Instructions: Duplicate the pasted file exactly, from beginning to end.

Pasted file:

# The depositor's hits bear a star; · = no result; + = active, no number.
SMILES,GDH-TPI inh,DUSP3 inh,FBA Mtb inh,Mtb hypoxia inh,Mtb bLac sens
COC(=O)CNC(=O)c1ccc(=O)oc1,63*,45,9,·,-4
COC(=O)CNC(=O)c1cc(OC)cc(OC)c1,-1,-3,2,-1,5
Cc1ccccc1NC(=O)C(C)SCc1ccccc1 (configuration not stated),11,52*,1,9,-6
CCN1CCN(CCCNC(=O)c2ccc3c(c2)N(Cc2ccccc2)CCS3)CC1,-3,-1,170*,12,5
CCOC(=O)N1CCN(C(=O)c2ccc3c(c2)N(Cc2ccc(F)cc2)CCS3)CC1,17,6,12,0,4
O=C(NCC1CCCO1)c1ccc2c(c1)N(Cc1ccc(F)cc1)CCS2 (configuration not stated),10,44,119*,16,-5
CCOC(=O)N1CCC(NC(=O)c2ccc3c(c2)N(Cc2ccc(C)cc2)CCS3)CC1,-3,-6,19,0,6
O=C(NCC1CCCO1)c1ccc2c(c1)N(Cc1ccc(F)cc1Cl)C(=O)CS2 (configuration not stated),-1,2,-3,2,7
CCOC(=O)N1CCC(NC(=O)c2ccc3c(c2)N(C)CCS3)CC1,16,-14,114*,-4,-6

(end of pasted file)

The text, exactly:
# The depositor's hits bear a star; · = no result; + = active, no number.
SMILES,GDH-TPI inh,DUSP3 inh,FBA Mtb inh,Mtb hypoxia inh,Mtb bLac sens
COC(=O)CNC(=O)c1ccc(=O)oc1,63*,45,9,·,-4
COC(=O)CNC(=O)c1cc(OC)cc(OC)c1,-1,-3,2,-1,5
Cc1ccccc1NC(=O)C(C)SCc1ccccc1 (configuration not stated),11,52*,1,9,-6
CCN1CCN(CCCNC(=O)c2ccc3c(c2)N(Cc2ccccc2)CCS3)CC1,-3,-1,170*,12,5
CCOC(=O)N1CCN(C(=O)c2ccc3c(c2)N(Cc2ccc(F)cc2)CCS3)CC1,17,6,12,0,4
O=C(NCC1CCCO1)c1ccc2c(c1)N(Cc1ccc(F)cc1)CCS2 (configuration not stated),10,44,119*,16,-5
CCOC(=O)N1CCC(NC(=O)c2ccc3c(c2)N(Cc2ccc(C)cc2)CCS3)CC1,-3,-6,19,0,6
O=C(NCC1CCCO1)c1ccc2c(c1)N(Cc1ccc(F)cc1Cl)C(=O)CS2 (configuration not stated),-1,2,-3,2,7
CCOC(=O)N1CCC(NC(=O)c2ccc3c(c2)N(C)CCS3)CC1,16,-14,114*,-4,-6